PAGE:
Saints Row 4 Review

I am mostly finished with SR4 and it has started to become a slog.  The game never really capitalizes on the promise of liberating itself from the shackles of plausibility.

Most of the complaints about the game seem to be that it a rehash of SR3 that reuses a lot of the same game assets.  But I think the developers did a good job using their mastery of the engine to pump out a sequel in a short time with some new features.  That is after all the appeal of a sequel, similar gameplay and reduced development costs.  I mean they at least tried to change the gameplay with super powers, though I will later question how well they did so.  It’s not like Zelda where every 3D version is essentially the same but you have to wait three years to get a game with last gen graphics at release.

So as you might have heard SR4 is completely over-the-top.  You open up as POTUS taking down terrorist cells with your own hands and then an alien invasion puts you in the Matrix.  This allows them to introduce super powers like super sprinting and gliding.  Surpisingly, they did a very good job with the extra mobility and it is on par with Prototype for joy of just trampling around a city with your god like powers.

The problem is that the killing portion of the game, which is fairly integral to the genre, mostly ignores your powers.  You are still going to be killing people with guns and you might as well not be powered up.  If you super jump you lose the ability to fire until you can land and wait a moment to pull out your gun.  The combat powers have a fairly long recharge and mostly boil down to similar area effect attacks and you can only have one mapped to a key at a time.  You can super sprint into an enemy and do an obnoxiously long cutscene instant kill.  There is just none of the fluidity to combat that I would expect to come from super agility and strength.  Combat is also insultingly easy yet at the same time the enemies have a bit too much health unless you upgrade your guns fully or headshot them.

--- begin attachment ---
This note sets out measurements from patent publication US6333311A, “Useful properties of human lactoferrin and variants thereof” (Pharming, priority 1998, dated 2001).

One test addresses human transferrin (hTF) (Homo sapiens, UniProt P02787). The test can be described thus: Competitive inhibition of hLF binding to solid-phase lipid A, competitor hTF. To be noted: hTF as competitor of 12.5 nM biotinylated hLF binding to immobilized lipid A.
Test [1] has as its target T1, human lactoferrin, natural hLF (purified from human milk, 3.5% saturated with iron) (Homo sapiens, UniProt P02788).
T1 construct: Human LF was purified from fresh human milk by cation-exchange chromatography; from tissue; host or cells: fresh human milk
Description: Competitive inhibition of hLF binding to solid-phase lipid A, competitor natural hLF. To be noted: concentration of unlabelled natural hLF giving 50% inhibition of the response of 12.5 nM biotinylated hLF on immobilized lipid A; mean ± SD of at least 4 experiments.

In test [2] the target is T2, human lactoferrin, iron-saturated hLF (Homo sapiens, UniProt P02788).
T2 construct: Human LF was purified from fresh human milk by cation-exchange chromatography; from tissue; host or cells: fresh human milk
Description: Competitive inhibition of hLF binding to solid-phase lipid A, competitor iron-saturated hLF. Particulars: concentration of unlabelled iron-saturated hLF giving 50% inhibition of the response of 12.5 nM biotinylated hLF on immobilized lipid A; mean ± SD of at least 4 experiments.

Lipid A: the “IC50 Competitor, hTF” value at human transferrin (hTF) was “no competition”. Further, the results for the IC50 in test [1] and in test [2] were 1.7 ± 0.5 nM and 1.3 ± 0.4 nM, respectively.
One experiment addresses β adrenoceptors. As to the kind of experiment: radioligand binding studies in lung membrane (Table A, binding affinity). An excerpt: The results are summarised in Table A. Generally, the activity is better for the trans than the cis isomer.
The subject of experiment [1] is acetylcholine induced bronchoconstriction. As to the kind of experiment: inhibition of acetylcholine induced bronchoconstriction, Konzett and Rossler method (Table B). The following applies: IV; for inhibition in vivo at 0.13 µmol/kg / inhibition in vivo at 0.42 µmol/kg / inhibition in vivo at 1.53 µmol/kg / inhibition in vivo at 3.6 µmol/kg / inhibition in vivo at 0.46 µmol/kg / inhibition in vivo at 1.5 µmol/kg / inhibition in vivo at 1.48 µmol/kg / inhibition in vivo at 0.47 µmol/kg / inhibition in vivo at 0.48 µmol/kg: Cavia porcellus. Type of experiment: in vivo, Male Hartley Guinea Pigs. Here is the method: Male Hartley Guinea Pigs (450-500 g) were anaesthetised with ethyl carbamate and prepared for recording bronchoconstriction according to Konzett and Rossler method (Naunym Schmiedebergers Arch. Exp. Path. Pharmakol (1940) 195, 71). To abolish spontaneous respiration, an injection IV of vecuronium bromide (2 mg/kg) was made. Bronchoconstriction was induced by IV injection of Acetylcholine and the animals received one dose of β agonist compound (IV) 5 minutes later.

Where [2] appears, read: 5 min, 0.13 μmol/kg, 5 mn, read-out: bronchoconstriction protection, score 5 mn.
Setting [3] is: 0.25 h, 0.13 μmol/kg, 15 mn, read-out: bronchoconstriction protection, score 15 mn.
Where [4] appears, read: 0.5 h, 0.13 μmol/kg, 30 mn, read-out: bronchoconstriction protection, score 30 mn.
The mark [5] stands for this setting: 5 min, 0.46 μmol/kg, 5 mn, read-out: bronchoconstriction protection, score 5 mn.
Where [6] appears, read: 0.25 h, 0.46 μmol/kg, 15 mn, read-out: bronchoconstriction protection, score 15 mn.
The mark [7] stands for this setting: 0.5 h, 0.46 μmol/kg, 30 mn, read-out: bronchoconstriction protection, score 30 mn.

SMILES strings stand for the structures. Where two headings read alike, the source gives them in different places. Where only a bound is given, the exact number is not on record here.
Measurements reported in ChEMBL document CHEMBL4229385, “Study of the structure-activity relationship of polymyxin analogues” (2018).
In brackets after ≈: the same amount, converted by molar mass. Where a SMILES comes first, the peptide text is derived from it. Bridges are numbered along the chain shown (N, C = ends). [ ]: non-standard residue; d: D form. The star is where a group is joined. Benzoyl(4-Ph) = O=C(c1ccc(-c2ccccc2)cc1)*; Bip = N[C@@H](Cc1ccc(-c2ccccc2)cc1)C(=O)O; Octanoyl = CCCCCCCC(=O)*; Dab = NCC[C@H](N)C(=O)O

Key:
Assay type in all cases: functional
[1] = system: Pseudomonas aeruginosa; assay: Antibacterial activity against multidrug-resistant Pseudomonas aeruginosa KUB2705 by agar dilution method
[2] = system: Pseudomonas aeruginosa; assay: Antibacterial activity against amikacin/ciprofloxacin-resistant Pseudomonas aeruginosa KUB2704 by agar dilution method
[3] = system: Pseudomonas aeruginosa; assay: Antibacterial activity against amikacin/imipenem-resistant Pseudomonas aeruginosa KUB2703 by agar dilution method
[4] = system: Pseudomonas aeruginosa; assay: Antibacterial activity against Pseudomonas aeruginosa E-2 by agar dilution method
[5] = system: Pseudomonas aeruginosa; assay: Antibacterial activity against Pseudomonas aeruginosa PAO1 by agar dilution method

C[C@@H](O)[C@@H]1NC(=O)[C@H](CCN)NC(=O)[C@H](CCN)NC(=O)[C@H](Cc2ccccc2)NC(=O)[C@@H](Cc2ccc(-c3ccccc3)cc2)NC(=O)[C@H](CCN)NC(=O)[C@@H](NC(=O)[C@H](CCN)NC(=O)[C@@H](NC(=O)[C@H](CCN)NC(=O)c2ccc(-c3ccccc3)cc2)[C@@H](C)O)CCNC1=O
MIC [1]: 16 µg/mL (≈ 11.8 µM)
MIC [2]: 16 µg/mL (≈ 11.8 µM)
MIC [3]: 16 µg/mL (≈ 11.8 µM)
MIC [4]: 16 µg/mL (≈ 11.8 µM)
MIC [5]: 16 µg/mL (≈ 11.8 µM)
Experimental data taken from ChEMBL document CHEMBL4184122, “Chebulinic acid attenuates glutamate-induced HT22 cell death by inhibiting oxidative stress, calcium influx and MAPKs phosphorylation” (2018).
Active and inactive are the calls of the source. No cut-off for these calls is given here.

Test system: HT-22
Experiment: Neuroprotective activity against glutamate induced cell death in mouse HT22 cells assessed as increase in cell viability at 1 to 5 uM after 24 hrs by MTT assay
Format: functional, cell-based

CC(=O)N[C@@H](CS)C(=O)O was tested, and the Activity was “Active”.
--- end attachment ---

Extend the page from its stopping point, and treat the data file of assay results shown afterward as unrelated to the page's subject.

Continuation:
The point where you realize the developers were in financial difficulties is the paucity of story missions.  Many of the quests are actually just lists of activities for you to do that maybe reward you with a funny piece of dialogue, but usually not.  Some of the new activities are fun, but a few of them are just mighty annoying and I have to grit my teeth through them so I can complete a sidequest.

All that said, the game is legitimately funny at times and plays its over-the-topness well.  For instance, one character uses the computer simulation to reenact a fan fiction he wrote for his favorite TV series.  Or there is the choice at the beginning of the game where you as the POTUS must choose between curing cancer or solving world hunger.  At this point I am mostly playing for these moments, which is rare for a game and at odds with the complete lack of care for plotting.

Considering the development time this is actually fairly impressive.  I just wish that there wasn’t such a clash between the decadent plot and super powers and the mundanity of much of the gameplay.

Advertisements
This entry was posted in Video Games. Bookmark the permalink.

Leave a Reply

Fill in your details below or click an icon to log in:

WordPress.com Logo

You are commenting using your WordPress.com account. Log Out / Change )

Twitter picture

You are commenting using your Twitter account. Log Out / Change )

Facebook photo

You are commenting using your Facebook account. Log Out / Change )

Google+ photo

You are commenting using your Google+ account. Log Out / Change )

Connecting to %s